Is Studying Abroad Right For You?
Deciding to study abroad is both a scary and exciting choice. One has the opportunity to expand his or her cultural knowledge and immerse themselves in a new environment. However, it can take a lot of preparation to comfortably take the plunge and adapt to an unfamiliar place. There are factors that may not cross the minds of some, whereas they may be critical issues for others. As someone who has always looked forward to studying abroad and will spend this fall semester in Prague, I still had to go through a process of self-reflection to decide whether or not this was the right decision. As a result, I feel confident in sharing some helpful tips I think will help make the choice easier!
Are you someone who enjoys being independent? Do you feel comfortable managing to navigate your way in unknown places? Studying abroad could still be in the cards for you if you answered no, but it is important to make sure you have the right mindset to leave home. I have a friend who immediately decided she was not interested in extended study away because she felt she needed to be around people she knew. If you are feeling nervous, that is understandable, but make sure that your homesickness will not outweigh the experience. I am fortunate in that my two close friends from school will also be going to my study abroad site, which may be a good idea if you and a friend are both hesitant to go away alone. Additionally, there are usually short term opportunities at schools for week long or winter break excursions.
Once you are feeling sure that you want to go abroad, money is another crucial consideration. Most countries do not let you work as a visiting student, and even if you can, it may be difficult due to the language barrier. Make sure to have a frank discussion with your parents as well as with yourself. Do some research to find out if your school’s financial aid packages carry over on study abroad terms. No one should be prevented from expanding their global perspective because of financial constraints. Discuss options with your school if it seems like your aid is not going to cover enough, or apply for private scholarships. If you start planning for it early, you can pick out a semester where you have saved enough money to go. I already knew that I wanted to study abroad early on in my time at college, so I picked up three jobs this summer to raise the money. Do not be discouraged if a full term seems out of reach, as some prefer to save up and take a shorter, private trip over breaks.
My school has several international sites that offer a portion of the same classes as our home campus. This means that your dream site may not have the classes you need. Take time to plan out a rough draft of your years at school. Is there a required course not offered at the site you want? Or maybe a stubborn prerequisite is necessary before a course you want to take internationally? The sooner you sit down and plot out which time is best to go away, the better it will be for your academics. For STEM majors, this is key because often international sites have sparse selections of necessary courses. My close friend took this into consideration and plans to focus on her other concentration during her time abroad, while still staying on track. Nobody wants the nasty shock of finding out they are behind when they return from abroad.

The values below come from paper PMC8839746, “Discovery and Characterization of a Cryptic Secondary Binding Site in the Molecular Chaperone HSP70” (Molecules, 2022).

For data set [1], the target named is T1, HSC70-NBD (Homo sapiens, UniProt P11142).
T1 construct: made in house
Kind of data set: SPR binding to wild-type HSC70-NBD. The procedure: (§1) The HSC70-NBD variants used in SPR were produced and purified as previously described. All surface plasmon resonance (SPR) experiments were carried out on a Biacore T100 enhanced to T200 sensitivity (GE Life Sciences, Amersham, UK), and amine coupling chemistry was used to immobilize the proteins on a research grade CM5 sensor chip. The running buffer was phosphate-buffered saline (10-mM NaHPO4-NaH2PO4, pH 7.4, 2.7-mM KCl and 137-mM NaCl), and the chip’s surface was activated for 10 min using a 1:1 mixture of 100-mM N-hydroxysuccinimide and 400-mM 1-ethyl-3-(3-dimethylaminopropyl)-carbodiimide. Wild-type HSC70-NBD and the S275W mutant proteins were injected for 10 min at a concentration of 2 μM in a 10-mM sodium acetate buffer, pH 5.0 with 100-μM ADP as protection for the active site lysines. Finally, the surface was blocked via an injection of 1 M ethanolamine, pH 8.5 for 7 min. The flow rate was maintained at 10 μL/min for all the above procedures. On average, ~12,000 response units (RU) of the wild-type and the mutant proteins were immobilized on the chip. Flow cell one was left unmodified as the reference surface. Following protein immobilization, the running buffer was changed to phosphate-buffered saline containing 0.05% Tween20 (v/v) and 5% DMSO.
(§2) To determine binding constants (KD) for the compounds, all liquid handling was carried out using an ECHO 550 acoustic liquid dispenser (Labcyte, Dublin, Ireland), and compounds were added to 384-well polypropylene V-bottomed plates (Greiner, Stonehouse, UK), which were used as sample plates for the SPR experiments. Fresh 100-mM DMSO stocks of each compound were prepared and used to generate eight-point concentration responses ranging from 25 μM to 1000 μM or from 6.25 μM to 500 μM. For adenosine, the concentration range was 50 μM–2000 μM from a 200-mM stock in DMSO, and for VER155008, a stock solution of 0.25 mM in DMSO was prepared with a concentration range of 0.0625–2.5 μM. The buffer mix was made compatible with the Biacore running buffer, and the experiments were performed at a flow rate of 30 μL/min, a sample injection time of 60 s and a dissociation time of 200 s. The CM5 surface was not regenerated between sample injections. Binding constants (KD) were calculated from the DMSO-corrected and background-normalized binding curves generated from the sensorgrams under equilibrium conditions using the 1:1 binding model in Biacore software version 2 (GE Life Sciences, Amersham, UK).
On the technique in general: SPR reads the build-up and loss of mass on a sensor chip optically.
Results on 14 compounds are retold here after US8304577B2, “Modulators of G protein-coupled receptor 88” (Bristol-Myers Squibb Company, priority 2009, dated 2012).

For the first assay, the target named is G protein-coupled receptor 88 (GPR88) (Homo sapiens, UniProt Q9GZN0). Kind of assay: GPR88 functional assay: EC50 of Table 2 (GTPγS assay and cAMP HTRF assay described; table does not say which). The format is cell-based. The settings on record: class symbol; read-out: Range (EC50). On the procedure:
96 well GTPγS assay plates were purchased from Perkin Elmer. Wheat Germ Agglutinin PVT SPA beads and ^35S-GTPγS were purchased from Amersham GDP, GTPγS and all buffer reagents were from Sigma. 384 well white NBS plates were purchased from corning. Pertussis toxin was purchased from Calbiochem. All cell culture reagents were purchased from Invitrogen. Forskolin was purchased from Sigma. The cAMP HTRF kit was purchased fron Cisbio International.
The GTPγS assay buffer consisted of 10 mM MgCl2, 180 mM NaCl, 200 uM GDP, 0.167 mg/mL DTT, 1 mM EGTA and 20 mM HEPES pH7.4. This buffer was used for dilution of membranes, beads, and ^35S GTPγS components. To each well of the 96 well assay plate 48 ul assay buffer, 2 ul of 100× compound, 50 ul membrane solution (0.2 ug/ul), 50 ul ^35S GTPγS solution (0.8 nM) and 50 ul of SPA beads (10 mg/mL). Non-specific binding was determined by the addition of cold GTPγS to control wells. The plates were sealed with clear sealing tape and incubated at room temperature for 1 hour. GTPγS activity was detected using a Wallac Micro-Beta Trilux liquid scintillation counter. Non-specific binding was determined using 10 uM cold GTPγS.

Another question that is important to ask yourself is: am I willing to take the gap in my resume? I am fortunate that my school offers an internship program abroad, but many schools do not. For employers, studying abroad presents positive characteristics such as independence, responsibility, and curiosity. But if you would prefer to spend that time cultivating your professional experience, studying abroad may not offer the same network you are looking to build. As someone who values career opportunities as well as foreign study, I can sympathize. If you still decide to take the plunge, research and see if you can attend local lectures or if your international site hosts any clubs focused on professional development. Ultimately, this is a chance to see the world before graduation and all the work pressure that may keep you from doing so after.
5. Culture Shock
Lastly, it is critical to think about where you would like to go. Some people feel more comfortable going to a country where English is still the most commonly spoken language, while others look forward to the difficulty of learning a new language. Additionally, you should consider where the international site is. For example, NYU Florence is situated in the countryside, whereas NYU London can be found in the heart of the city. Think about your home campus and if you would like an environment that is similar or different.
In the end, the decision is yours, but hopefully these factors may help in clarifying when or where you would like to study abroad. Be daring, but know yourself and your boundaries. Studying abroad is a great chance to explore both your internal motivations and your external aspirations, so have fun with it! I personally look forward to sharing more advice during my time in Europe and being a guide for your own journeys around the globe!